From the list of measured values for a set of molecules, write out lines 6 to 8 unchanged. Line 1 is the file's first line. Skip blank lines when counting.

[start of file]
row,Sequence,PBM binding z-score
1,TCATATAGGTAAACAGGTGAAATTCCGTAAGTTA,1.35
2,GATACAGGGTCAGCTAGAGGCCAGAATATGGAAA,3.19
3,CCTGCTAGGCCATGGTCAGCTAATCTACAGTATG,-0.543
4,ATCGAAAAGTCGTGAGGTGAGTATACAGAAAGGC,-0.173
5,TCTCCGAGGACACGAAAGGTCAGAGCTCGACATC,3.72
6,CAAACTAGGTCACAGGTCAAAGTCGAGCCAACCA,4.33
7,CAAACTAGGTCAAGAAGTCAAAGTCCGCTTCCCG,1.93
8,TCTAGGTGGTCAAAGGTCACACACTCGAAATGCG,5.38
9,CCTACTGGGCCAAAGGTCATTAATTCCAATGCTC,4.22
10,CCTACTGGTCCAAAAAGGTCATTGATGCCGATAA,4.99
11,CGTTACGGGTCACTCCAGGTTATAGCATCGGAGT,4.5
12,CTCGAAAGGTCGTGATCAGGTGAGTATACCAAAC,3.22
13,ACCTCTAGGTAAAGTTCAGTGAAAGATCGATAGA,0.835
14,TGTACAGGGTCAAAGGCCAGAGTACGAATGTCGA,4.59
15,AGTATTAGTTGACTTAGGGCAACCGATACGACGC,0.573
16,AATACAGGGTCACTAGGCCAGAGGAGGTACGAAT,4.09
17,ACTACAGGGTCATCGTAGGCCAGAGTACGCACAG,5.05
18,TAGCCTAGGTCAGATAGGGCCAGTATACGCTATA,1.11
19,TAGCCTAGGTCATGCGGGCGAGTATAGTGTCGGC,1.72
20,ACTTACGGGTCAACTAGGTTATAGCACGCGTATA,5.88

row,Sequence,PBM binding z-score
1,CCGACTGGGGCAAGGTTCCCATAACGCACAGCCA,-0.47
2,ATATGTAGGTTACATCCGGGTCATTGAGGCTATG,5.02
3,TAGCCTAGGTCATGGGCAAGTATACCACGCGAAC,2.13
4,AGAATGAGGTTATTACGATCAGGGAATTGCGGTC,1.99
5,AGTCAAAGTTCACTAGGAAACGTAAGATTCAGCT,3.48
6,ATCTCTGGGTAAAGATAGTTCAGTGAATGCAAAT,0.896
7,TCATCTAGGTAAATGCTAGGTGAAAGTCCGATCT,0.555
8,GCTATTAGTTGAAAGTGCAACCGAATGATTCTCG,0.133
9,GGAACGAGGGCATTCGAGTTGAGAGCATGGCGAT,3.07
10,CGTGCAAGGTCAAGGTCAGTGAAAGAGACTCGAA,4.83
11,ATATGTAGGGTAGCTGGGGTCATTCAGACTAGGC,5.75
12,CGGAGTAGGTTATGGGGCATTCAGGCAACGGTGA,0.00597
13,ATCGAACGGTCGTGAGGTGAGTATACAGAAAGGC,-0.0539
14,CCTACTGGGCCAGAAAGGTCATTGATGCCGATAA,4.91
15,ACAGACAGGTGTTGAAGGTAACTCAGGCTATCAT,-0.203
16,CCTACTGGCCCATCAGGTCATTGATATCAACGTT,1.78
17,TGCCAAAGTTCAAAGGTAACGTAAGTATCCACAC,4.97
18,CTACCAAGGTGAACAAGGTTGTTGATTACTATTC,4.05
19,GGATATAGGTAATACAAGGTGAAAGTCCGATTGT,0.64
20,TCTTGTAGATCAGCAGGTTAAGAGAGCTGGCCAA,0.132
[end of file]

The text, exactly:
5,TCTCCGAGGACACGAAAGGTCAGAGCTCGACATC,3.72
6,CAAACTAGGTCACAGGTCAAAGTCGAGCCAACCA,4.33
7,CAAACTAGGTCAAGAAGTCAAAGTCCGCTTCCCG,1.93